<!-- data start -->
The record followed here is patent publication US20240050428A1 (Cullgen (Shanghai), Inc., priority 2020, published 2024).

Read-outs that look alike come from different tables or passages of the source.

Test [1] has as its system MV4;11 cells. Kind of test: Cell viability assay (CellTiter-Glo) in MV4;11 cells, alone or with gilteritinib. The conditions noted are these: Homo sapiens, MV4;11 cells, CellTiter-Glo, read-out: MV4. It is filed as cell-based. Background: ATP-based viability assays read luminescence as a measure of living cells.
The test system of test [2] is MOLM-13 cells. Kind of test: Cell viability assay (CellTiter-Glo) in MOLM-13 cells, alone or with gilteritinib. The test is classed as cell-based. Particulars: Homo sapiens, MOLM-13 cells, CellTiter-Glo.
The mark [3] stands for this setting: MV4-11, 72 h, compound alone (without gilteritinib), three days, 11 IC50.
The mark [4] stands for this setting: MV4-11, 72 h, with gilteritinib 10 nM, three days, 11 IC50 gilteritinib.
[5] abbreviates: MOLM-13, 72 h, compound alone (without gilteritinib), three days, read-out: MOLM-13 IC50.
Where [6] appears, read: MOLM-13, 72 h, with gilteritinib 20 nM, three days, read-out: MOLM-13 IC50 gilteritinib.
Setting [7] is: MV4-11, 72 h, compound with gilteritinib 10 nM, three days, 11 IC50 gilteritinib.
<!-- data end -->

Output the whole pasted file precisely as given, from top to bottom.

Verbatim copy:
The record followed here is patent publication US20240050428A1 (Cullgen (Shanghai), Inc., priority 2020, published 2024).

Read-outs that look alike come from different tables or passages of the source.

Test [1] has as its system MV4;11 cells. Kind of test: Cell viability assay (CellTiter-Glo) in MV4;11 cells, alone or with gilteritinib. The conditions noted are these: Homo sapiens, MV4;11 cells, CellTiter-Glo, read-out: MV4. It is filed as cell-based. Background: ATP-based viability assays read luminescence as a measure of living cells.
The test system of test [2] is MOLM-13 cells. Kind of test: Cell viability assay (CellTiter-Glo) in MOLM-13 cells, alone or with gilteritinib. The test is classed as cell-based. Particulars: Homo sapiens, MOLM-13 cells, CellTiter-Glo.
The mark [3] stands for this setting: MV4-11, 72 h, compound alone (without gilteritinib), three days, 11 IC50.
The mark [4] stands for this setting: MV4-11, 72 h, with gilteritinib 10 nM, three days, 11 IC50 gilteritinib.
[5] abbreviates: MOLM-13, 72 h, compound alone (without gilteritinib), three days, read-out: MOLM-13 IC50.
Where [6] appears, read: MOLM-13, 72 h, with gilteritinib 20 nM, three days, read-out: MOLM-13 IC50 gilteritinib.
Setting [7] is: MV4-11, 72 h, compound with gilteritinib 10 nM, three days, 11 IC50 gilteritinib.